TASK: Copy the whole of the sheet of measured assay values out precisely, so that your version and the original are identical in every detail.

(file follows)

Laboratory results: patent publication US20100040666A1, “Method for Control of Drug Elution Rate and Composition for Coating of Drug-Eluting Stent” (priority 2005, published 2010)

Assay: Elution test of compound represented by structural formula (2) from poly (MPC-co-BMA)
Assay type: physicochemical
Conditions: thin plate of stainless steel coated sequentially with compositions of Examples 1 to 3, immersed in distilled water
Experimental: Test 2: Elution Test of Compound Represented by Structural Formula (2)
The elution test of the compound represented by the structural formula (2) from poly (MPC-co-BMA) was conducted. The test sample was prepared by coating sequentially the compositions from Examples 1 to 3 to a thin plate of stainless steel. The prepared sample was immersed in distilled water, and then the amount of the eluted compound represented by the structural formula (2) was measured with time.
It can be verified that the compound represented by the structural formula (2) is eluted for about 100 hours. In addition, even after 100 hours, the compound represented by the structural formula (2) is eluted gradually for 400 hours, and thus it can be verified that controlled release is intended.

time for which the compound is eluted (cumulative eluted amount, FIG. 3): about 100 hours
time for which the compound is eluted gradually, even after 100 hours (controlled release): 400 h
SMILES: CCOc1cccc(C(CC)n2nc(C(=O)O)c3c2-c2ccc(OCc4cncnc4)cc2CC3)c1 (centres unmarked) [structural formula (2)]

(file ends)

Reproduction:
Laboratory results: patent publication US20100040666A1, “Method for Control of Drug Elution Rate and Composition for Coating of Drug-Eluting Stent” (priority 2005, published 2010)

Assay: Elution test of compound represented by structural formula (2) from poly (MPC-co-BMA)
Assay type: physicochemical
Conditions: thin plate of stainless steel coated sequentially with compositions of Examples 1 to 3, immersed in distilled water
Experimental: Test 2: Elution Test of Compound Represented by Structural Formula (2)
The elution test of the compound represented by the structural formula (2) from poly (MPC-co-BMA) was conducted. The test sample was prepared by coating sequentially the compositions from Examples 1 to 3 to a thin plate of stainless steel. The prepared sample was immersed in distilled water, and then the amount of the eluted compound represented by the structural formula (2) was measured with time.
It can be verified that the compound represented by the structural formula (2) is eluted for about 100 hours. In addition, even after 100 hours, the compound represented by the structural formula (2) is eluted gradually for 400 hours, and thus it can be verified that controlled release is intended.

time for which the compound is eluted (cumulative eluted amount, FIG. 3): about 100 hours
time for which the compound is eluted gradually, even after 100 hours (controlled release): 400 h
SMILES: CCOc1cccc(C(CC)n2nc(C(=O)O)c3c2-c2ccc(OCc4cncnc4)cc2CC3)c1 (centres unmarked) [structural formula (2)]